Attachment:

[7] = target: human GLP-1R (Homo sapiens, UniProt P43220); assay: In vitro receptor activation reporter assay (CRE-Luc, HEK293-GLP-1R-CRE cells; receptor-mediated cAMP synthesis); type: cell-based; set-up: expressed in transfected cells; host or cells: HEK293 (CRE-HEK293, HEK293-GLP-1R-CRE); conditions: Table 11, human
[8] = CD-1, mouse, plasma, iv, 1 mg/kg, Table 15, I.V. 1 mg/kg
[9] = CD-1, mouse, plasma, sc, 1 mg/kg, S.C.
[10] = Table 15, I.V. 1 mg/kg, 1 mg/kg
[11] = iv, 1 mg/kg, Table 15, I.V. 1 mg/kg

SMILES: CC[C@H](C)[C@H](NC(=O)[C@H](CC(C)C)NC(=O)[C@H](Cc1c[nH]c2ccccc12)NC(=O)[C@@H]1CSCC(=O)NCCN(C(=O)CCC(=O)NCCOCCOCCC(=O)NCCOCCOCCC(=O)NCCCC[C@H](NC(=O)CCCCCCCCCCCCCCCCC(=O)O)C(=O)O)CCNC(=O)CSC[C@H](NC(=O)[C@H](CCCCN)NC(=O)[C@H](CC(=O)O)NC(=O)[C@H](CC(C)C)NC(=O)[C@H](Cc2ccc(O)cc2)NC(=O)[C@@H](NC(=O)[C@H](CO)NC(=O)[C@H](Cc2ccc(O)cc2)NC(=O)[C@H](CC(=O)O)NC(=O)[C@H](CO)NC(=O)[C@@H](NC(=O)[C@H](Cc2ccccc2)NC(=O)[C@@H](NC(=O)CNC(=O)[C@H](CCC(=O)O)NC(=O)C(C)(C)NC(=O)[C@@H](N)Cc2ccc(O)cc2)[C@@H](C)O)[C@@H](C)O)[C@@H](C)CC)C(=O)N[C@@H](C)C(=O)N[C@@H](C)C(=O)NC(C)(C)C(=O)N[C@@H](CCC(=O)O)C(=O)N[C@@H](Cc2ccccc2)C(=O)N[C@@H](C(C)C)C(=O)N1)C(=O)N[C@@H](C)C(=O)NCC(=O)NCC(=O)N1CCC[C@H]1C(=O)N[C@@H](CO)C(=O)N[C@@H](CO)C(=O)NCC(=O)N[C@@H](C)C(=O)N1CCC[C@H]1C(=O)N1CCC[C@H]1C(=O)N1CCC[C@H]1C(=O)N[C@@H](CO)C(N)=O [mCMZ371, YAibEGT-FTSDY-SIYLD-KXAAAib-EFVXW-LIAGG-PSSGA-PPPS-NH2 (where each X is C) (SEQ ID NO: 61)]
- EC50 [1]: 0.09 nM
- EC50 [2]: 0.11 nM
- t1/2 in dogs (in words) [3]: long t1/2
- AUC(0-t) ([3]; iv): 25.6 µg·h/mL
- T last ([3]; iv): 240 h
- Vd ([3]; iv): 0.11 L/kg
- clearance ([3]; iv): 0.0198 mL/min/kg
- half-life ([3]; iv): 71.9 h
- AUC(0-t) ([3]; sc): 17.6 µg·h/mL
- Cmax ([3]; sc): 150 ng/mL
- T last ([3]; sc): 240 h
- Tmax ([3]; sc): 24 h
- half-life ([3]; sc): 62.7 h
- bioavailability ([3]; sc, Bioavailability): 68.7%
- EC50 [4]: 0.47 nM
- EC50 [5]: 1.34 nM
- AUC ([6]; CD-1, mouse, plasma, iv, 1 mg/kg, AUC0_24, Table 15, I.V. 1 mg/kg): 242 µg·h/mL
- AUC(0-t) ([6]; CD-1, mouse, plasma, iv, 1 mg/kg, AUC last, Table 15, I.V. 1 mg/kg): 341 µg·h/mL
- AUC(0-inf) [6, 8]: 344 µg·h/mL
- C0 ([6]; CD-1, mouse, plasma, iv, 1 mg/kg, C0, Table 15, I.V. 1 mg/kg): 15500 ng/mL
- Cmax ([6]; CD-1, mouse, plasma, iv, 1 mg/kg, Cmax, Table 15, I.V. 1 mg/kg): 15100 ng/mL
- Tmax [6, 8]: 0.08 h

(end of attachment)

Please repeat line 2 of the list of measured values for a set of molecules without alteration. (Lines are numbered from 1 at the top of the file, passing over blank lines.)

[8] = CD-1, mouse, plasma, iv, 1 mg/kg, Table 15, I.V. 1 mg/kg